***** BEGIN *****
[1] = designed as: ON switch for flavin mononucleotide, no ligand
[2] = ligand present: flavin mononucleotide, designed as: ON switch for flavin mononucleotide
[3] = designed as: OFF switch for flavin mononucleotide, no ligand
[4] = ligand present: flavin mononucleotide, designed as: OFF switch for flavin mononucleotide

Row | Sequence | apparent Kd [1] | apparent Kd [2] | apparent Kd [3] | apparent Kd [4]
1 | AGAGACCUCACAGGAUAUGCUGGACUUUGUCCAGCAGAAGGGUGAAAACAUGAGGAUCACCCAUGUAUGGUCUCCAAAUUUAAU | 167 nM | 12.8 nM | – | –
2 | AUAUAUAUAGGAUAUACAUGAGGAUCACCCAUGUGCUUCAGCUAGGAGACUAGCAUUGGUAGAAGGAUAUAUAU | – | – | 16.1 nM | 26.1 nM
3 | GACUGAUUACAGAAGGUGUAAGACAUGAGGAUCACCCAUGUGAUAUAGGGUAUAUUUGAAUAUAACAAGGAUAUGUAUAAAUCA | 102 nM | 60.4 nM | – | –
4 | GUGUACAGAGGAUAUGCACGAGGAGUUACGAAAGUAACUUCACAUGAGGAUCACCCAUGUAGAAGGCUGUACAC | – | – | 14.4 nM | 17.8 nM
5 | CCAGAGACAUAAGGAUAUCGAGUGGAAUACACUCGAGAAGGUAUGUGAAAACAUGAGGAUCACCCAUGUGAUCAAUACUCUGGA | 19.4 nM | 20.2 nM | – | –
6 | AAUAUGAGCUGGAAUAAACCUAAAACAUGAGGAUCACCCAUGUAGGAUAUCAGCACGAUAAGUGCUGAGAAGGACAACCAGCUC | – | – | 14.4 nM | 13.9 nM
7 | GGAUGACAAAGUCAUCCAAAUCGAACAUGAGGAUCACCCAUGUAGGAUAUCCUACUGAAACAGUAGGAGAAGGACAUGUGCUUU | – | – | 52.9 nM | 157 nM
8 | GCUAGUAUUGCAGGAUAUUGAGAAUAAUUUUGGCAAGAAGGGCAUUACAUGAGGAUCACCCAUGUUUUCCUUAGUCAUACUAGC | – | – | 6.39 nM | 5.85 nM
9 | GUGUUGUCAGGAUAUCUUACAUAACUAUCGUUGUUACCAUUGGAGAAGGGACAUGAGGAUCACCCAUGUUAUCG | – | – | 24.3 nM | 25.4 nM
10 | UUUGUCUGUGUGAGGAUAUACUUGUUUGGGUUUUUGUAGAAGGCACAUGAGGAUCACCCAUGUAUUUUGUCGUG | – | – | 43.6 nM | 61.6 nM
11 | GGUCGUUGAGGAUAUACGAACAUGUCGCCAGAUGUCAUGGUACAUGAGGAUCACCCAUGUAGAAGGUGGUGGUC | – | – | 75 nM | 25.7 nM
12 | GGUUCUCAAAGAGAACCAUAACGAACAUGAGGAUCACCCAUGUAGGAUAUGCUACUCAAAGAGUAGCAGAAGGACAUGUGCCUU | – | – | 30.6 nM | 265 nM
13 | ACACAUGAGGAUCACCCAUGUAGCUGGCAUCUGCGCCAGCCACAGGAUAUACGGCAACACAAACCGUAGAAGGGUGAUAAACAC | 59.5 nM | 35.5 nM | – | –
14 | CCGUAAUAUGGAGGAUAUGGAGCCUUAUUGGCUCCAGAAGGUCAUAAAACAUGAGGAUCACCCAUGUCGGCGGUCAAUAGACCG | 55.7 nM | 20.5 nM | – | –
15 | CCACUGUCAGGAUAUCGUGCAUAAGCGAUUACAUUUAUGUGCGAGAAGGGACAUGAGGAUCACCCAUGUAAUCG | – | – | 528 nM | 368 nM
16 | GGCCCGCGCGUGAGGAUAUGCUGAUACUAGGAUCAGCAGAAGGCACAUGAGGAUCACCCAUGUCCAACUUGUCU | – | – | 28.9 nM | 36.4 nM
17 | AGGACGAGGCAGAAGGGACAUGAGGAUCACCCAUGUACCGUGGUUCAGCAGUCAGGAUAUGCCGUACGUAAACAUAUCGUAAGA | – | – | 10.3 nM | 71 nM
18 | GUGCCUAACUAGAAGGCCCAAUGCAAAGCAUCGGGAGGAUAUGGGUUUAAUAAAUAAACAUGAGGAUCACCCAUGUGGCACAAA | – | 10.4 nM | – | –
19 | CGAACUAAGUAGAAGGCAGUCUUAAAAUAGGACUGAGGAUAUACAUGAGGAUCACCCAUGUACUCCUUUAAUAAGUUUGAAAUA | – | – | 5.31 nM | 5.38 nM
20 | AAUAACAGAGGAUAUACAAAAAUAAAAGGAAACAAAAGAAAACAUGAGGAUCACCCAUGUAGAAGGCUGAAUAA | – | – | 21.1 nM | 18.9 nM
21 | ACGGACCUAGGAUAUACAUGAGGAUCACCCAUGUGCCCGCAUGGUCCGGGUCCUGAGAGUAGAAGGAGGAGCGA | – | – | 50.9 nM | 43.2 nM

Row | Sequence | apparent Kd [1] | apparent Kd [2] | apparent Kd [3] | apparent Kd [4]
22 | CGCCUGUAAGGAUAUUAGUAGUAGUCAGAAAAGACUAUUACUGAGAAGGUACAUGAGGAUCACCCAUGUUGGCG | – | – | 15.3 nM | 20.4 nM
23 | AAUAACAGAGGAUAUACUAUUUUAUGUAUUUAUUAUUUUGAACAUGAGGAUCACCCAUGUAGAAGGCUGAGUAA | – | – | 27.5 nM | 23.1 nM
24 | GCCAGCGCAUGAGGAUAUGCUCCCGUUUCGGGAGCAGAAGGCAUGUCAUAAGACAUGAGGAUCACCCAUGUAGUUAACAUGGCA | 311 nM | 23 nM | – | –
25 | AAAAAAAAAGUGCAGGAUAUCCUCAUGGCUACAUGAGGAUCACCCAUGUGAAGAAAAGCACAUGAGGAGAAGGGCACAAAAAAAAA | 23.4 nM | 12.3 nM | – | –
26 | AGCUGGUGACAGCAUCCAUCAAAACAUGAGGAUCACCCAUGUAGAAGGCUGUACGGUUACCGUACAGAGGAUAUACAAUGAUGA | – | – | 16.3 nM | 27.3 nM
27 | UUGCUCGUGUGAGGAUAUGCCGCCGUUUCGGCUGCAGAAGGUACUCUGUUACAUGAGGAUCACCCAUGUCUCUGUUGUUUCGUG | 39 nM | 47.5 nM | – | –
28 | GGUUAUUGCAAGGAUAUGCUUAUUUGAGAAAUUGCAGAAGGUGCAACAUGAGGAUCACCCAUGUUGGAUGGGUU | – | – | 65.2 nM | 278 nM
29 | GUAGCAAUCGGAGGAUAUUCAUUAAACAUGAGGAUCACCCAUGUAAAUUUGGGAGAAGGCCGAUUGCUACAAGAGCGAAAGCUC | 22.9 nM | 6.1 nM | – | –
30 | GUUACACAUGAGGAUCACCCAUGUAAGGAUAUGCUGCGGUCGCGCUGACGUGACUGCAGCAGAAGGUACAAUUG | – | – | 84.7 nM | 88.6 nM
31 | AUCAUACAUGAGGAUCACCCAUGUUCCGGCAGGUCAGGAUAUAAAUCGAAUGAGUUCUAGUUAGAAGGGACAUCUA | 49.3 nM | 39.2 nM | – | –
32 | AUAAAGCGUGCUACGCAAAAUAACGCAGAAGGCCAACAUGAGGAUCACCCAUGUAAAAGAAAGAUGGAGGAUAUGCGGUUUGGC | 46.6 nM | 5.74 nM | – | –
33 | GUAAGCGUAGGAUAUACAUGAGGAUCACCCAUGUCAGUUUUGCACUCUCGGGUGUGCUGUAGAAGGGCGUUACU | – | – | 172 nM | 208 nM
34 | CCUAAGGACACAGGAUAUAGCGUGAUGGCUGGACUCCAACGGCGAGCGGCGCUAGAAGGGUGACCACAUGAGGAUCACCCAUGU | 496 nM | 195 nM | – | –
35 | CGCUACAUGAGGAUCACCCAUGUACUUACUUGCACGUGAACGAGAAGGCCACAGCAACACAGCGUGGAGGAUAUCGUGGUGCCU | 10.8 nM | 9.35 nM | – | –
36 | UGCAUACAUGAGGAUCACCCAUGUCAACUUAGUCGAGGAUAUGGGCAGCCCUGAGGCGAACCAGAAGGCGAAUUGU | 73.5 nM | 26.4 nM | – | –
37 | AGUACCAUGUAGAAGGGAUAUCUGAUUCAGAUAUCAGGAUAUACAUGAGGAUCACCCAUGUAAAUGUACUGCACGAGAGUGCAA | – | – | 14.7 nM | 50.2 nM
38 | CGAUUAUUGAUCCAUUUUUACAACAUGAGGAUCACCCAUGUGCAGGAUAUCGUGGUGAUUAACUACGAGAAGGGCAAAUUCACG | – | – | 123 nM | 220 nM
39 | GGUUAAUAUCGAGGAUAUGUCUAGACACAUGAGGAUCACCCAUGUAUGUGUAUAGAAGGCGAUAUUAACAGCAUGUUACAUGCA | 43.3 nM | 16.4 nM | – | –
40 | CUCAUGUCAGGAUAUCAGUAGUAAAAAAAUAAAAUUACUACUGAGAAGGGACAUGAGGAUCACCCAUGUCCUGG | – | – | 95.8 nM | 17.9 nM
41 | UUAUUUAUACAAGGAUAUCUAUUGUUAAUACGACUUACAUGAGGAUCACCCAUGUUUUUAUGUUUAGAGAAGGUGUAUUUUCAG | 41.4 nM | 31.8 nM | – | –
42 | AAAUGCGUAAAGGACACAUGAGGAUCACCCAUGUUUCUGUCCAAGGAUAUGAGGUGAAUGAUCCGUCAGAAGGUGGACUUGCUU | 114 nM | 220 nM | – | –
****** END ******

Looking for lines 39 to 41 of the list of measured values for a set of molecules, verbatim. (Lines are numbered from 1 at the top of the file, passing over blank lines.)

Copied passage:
33 | GUAAGCGUAGGAUAUACAUGAGGAUCACCCAUGUCAGUUUUGCACUCUCGGGUGUGCUGUAGAAGGGCGUUACU | – | – | 172 nM | 208 nM
34 | CCUAAGGACACAGGAUAUAGCGUGAUGGCUGGACUCCAACGGCGAGCGGCGCUAGAAGGGUGACCACAUGAGGAUCACCCAUGU | 496 nM | 195 nM | – | –
35 | CGCUACAUGAGGAUCACCCAUGUACUUACUUGCACGUGAACGAGAAGGCCACAGCAACACAGCGUGGAGGAUAUCGUGGUGCCU | 10.8 nM | 9.35 nM | – | –